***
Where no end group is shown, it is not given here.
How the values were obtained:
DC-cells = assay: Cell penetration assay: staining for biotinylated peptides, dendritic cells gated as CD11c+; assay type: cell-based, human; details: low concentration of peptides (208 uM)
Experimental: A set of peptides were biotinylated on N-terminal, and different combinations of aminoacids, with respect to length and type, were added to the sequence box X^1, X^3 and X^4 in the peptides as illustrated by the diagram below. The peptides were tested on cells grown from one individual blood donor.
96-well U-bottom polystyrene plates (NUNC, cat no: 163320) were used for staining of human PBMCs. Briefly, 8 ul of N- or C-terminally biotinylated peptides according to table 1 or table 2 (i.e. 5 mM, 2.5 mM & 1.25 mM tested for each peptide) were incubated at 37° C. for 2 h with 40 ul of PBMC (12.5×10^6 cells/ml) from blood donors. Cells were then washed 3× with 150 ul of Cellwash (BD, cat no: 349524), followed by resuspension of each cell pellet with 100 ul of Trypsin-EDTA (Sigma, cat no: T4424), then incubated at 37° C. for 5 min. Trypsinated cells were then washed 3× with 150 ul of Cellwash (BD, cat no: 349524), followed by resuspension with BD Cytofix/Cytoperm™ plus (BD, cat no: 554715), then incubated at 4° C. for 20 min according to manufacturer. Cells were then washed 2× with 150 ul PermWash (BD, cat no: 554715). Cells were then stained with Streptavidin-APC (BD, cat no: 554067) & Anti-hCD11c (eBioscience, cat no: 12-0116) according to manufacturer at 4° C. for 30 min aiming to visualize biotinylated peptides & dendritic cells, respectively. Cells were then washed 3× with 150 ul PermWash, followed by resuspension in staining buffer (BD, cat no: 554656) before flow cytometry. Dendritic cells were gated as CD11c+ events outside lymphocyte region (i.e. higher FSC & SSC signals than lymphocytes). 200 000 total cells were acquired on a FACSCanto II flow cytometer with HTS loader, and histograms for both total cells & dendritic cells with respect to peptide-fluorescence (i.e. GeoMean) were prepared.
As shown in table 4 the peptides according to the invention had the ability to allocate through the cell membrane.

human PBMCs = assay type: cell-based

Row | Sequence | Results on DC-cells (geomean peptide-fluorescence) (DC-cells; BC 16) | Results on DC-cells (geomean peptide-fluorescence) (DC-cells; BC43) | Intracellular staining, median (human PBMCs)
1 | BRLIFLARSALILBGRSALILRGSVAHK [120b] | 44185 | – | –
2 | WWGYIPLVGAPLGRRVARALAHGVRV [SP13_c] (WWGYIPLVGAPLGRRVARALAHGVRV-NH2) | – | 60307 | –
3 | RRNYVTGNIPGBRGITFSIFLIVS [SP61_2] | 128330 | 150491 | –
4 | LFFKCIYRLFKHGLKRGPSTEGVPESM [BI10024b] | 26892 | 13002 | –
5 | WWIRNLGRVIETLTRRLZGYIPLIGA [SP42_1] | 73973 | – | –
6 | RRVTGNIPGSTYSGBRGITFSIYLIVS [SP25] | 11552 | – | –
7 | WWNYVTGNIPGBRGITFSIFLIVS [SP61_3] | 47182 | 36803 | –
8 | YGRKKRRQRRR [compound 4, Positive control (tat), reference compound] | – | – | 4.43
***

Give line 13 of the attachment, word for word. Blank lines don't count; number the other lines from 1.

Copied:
5 | WWIRNLGRVIETLTRRLZGYIPLIGA [SP42_1] | 73973 | – | –